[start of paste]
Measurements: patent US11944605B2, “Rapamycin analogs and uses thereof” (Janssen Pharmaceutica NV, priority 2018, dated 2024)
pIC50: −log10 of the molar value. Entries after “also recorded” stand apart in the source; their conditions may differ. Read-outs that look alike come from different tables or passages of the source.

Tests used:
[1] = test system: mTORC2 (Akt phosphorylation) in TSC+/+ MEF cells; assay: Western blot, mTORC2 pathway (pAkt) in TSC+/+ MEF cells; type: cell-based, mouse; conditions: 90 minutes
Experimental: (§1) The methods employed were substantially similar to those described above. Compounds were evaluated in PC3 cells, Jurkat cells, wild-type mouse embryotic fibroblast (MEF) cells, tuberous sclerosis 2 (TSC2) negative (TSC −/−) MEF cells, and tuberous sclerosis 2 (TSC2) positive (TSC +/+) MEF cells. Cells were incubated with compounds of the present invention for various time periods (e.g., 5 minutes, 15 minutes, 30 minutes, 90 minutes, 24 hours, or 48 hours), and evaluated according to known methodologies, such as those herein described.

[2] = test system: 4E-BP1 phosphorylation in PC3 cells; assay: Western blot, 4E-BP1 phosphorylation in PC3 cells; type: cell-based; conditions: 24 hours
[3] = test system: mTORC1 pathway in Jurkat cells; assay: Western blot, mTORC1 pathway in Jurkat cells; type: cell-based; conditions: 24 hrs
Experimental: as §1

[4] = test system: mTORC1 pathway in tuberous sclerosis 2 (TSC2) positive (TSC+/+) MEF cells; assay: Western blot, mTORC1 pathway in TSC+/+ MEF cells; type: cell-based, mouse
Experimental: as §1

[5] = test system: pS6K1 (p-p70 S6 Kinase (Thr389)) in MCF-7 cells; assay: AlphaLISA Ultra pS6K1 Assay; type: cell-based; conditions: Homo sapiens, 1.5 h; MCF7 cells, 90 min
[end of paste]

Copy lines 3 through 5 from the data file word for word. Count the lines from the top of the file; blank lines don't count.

Tests used:
[1] = test system: mTORC2 (Akt phosphorylation) in TSC+/+ MEF cells; assay: Western blot, mTORC2 pathway (pAkt) in TSC+/+ MEF cells; type: cell-based, mouse; conditions: 90 minutes
Experimental: (§1) The methods employed were substantially similar to those described above. Compounds were evaluated in PC3 cells, Jurkat cells, wild-type mouse embryotic fibroblast (MEF) cells, tuberous sclerosis 2 (TSC2) negative (TSC −/−) MEF cells, and tuberous sclerosis 2 (TSC2) positive (TSC +/+) MEF cells. Cells were incubated with compounds of the present invention for various time periods (e.g., 5 minutes, 15 minutes, 30 minutes, 90 minutes, 24 hours, or 48 hours), and evaluated according to known methodologies, such as those herein described.